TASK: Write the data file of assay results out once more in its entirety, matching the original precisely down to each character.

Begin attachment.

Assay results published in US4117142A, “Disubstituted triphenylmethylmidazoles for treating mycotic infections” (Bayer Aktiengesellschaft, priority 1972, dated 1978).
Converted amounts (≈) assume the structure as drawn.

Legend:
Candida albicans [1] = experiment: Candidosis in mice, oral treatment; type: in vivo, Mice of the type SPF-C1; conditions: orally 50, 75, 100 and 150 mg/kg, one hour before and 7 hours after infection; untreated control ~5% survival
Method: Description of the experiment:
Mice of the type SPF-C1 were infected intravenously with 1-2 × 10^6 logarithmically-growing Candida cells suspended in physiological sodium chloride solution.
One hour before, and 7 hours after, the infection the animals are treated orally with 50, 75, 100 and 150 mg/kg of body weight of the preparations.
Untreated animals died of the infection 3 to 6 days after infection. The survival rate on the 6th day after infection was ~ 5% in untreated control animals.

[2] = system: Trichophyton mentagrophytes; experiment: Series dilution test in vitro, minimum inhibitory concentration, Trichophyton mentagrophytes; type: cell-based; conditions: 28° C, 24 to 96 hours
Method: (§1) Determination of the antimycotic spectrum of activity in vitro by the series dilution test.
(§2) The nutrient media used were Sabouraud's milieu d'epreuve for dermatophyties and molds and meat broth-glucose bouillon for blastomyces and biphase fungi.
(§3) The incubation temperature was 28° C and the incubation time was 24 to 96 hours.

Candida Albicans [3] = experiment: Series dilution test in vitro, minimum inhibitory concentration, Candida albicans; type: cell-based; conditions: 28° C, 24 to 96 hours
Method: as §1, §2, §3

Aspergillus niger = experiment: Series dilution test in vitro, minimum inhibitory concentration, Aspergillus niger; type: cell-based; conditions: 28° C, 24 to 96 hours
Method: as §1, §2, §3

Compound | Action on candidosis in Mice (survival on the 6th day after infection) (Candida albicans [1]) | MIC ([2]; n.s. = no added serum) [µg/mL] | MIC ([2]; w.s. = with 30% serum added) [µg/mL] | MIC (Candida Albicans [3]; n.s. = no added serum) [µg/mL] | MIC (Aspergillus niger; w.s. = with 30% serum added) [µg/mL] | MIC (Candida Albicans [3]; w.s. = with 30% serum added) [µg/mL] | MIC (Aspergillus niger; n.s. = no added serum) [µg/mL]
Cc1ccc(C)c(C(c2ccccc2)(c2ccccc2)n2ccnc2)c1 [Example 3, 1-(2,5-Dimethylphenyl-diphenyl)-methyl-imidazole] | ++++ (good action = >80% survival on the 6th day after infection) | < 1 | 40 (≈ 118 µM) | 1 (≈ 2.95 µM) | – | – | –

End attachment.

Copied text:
Assay results published in US4117142A, “Disubstituted triphenylmethylmidazoles for treating mycotic infections” (Bayer Aktiengesellschaft, priority 1972, dated 1978).
Converted amounts (≈) assume the structure as drawn.

Legend:
Candida albicans [1] = experiment: Candidosis in mice, oral treatment; type: in vivo, Mice of the type SPF-C1; conditions: orally 50, 75, 100 and 150 mg/kg, one hour before and 7 hours after infection; untreated control ~5% survival
Method: Description of the experiment:
Mice of the type SPF-C1 were infected intravenously with 1-2 × 10^6 logarithmically-growing Candida cells suspended in physiological sodium chloride solution.
One hour before, and 7 hours after, the infection the animals are treated orally with 50, 75, 100 and 150 mg/kg of body weight of the preparations.
Untreated animals died of the infection 3 to 6 days after infection. The survival rate on the 6th day after infection was ~ 5% in untreated control animals.

[2] = system: Trichophyton mentagrophytes; experiment: Series dilution test in vitro, minimum inhibitory concentration, Trichophyton mentagrophytes; type: cell-based; conditions: 28° C, 24 to 96 hours
Method: (§1) Determination of the antimycotic spectrum of activity in vitro by the series dilution test.
(§2) The nutrient media used were Sabouraud's milieu d'epreuve for dermatophyties and molds and meat broth-glucose bouillon for blastomyces and biphase fungi.
(§3) The incubation temperature was 28° C and the incubation time was 24 to 96 hours.

Candida Albicans [3] = experiment: Series dilution test in vitro, minimum inhibitory concentration, Candida albicans; type: cell-based; conditions: 28° C, 24 to 96 hours
Method: as §1, §2, §3

Aspergillus niger = experiment: Series dilution test in vitro, minimum inhibitory concentration, Aspergillus niger; type: cell-based; conditions: 28° C, 24 to 96 hours
Method: as §1, §2, §3

Compound | Action on candidosis in Mice (survival on the 6th day after infection) (Candida albicans [1]) | MIC ([2]; n.s. = no added serum) [µg/mL] | MIC ([2]; w.s. = with 30% serum added) [µg/mL] | MIC (Candida Albicans [3]; n.s. = no added serum) [µg/mL] | MIC (Aspergillus niger; w.s. = with 30% serum added) [µg/mL] | MIC (Candida Albicans [3]; w.s. = with 30% serum added) [µg/mL] | MIC (Aspergillus niger; n.s. = no added serum) [µg/mL]
Cc1ccc(C)c(C(c2ccccc2)(c2ccccc2)n2ccnc2)c1 [Example 3, 1-(2,5-Dimethylphenyl-diphenyl)-methyl-imidazole] | ++++ (good action = >80% survival on the 6th day after infection) | < 1 | 40 (≈ 118 µM) | 1 (≈ 2.95 µM) | – | – | –